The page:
Antique Thai Pupp...
Thai Puppetry has been a part of Thai culture and tradition for hundreds of years. The first pupp...View
Yun-de is Lacquerware in Burmese, and the art is called Pan yun. The lacquer is the sap tapped from the varnish tree or Thitsee that grows wild in the forests of Myanmar (formerly Burma). It is straw-colored but turns black on exposure to air. When brushed in or coated on, it forms a hard glossy smooth surface resistant to a degree effects of exposure to moisture or heat.
Lacquer vessels, boxes and trays have a coiled or woven bamboo-strip base often mixed with horsehair, and the thitsee may be mixed with ashes or sawdust to form a putty-like substance called thayo which can be sculpted. The object is coated layer upon layer with thitsee and thayo to make a smooth surface, polished and engraved with intricate designs, commonly using red, green and yellow colors on a red or black background. The objects are all handmade and the designs and engraving done free-hand. It may take three to four months to finish a small vessel but perhaps over a year for a larger piece.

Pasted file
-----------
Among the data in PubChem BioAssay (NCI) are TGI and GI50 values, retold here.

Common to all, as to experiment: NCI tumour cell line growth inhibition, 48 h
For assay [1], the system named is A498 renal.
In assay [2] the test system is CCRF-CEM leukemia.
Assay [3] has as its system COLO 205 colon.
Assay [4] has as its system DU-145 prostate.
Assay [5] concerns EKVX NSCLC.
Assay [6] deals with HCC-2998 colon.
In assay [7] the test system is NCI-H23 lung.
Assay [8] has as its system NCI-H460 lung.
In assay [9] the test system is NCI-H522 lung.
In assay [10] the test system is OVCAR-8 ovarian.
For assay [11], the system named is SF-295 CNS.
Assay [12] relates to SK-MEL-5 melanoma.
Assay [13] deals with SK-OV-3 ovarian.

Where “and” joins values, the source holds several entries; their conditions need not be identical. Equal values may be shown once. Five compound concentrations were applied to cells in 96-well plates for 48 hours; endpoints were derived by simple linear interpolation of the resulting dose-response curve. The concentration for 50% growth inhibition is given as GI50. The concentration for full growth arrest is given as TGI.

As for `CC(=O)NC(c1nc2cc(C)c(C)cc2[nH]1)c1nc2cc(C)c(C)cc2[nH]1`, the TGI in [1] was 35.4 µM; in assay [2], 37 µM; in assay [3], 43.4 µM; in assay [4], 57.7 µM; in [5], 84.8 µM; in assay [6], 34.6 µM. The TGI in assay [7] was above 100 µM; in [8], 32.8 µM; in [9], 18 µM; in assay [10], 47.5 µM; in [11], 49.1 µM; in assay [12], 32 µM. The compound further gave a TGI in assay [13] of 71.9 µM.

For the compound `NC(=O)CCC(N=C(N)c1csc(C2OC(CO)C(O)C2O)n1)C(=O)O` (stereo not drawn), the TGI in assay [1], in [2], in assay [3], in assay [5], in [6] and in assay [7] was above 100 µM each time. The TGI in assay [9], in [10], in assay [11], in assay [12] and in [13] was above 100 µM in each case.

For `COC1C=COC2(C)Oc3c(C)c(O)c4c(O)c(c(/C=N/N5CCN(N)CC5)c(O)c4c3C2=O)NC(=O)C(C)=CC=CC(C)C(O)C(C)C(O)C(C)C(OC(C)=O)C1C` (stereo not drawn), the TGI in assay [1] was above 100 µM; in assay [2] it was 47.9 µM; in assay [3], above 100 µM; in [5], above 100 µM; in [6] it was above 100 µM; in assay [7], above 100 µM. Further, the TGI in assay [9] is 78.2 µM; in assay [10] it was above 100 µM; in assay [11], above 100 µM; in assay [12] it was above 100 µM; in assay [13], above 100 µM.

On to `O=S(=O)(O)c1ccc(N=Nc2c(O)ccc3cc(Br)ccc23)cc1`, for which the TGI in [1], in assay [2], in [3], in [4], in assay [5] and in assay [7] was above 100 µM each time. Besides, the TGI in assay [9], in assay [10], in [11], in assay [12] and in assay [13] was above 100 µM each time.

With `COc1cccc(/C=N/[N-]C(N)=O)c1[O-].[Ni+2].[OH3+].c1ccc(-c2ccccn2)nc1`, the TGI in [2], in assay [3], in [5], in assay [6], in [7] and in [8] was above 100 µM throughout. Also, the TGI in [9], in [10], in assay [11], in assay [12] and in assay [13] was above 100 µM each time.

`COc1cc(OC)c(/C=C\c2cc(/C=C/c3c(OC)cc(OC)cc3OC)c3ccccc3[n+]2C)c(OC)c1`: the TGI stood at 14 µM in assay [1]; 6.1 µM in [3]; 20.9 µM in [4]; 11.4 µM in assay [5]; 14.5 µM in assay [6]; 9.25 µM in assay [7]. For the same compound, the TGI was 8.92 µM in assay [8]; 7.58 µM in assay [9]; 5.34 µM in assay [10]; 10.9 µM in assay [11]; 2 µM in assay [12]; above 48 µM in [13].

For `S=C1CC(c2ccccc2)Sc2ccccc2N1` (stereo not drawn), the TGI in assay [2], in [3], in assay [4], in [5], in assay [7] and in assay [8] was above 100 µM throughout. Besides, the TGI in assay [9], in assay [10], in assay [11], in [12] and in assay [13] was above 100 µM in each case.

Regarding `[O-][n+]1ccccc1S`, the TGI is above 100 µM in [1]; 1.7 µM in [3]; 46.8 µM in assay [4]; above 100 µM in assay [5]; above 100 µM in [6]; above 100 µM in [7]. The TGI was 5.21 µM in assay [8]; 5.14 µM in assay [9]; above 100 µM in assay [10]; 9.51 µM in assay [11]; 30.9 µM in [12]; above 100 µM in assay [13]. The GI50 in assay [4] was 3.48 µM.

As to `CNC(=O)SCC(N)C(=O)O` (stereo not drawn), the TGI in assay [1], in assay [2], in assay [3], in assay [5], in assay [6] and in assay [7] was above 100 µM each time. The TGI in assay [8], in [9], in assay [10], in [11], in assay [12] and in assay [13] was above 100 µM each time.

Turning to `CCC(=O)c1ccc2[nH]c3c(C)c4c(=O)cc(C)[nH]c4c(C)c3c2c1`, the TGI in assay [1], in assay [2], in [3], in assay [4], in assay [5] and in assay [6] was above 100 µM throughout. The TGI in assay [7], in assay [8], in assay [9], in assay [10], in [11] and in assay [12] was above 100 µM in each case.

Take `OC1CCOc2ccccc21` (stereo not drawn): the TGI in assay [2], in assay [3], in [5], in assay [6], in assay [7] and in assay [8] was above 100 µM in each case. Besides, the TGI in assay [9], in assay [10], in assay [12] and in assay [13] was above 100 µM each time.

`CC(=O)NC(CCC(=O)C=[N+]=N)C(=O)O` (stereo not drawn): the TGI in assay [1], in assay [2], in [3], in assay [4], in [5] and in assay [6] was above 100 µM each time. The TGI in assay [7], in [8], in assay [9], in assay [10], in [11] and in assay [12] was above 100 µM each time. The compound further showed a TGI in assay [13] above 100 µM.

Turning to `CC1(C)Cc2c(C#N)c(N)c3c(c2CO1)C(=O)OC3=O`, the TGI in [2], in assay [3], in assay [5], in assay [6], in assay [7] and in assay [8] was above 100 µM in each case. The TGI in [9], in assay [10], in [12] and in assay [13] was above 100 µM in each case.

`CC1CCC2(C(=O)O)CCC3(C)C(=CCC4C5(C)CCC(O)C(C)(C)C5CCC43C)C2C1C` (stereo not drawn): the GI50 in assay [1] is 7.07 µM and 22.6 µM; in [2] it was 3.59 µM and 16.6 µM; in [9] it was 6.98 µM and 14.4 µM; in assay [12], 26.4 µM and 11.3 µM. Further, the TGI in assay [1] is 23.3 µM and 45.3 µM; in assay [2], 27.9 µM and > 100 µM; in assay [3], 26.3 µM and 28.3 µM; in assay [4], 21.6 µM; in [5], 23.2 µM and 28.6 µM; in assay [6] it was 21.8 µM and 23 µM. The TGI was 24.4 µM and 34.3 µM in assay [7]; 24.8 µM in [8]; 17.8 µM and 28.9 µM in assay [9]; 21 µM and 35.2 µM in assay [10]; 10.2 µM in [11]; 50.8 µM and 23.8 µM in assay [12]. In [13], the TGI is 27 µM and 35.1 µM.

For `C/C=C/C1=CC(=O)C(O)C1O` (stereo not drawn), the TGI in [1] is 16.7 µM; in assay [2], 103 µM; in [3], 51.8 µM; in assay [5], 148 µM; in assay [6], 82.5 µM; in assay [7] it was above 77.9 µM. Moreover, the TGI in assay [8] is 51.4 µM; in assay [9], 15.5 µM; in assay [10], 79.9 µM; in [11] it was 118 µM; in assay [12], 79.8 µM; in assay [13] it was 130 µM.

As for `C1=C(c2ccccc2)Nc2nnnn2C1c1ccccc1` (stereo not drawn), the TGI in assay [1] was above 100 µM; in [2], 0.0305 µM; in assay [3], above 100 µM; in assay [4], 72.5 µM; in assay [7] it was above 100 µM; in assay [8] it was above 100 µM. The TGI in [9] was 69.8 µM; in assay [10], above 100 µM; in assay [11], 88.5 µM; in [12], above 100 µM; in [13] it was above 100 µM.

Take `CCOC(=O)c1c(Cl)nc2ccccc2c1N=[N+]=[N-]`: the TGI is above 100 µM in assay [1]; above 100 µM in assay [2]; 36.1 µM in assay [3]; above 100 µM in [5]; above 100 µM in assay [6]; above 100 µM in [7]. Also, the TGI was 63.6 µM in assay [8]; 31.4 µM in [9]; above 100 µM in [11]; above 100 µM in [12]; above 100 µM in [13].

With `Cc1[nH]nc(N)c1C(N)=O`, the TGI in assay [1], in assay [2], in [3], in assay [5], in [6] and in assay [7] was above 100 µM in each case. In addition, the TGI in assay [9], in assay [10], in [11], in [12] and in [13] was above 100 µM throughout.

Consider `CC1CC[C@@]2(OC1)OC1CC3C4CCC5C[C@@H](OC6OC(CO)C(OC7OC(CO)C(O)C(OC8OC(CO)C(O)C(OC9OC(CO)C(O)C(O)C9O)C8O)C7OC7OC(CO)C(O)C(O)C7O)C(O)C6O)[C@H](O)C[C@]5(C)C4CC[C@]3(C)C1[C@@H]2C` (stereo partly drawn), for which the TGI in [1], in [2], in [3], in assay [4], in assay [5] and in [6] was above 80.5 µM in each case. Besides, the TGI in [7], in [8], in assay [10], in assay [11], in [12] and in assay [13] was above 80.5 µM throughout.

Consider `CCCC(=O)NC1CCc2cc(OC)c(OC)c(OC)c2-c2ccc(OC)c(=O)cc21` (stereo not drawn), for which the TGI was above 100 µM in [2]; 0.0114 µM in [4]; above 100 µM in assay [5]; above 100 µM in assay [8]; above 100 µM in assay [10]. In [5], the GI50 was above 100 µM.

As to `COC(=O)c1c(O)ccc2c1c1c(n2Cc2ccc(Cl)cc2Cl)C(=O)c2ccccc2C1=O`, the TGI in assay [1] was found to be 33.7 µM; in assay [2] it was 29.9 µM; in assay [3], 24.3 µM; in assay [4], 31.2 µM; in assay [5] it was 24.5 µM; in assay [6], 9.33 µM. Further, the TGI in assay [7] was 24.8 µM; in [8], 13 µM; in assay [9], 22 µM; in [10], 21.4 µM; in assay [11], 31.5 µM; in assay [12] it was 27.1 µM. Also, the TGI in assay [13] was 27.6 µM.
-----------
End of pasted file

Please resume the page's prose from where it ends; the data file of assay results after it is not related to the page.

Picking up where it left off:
Yun titta are rectangular boxes for storing various articles including peisa or palm leaf manuscripts when they are called sadaik titta.
Width: 11" x 11"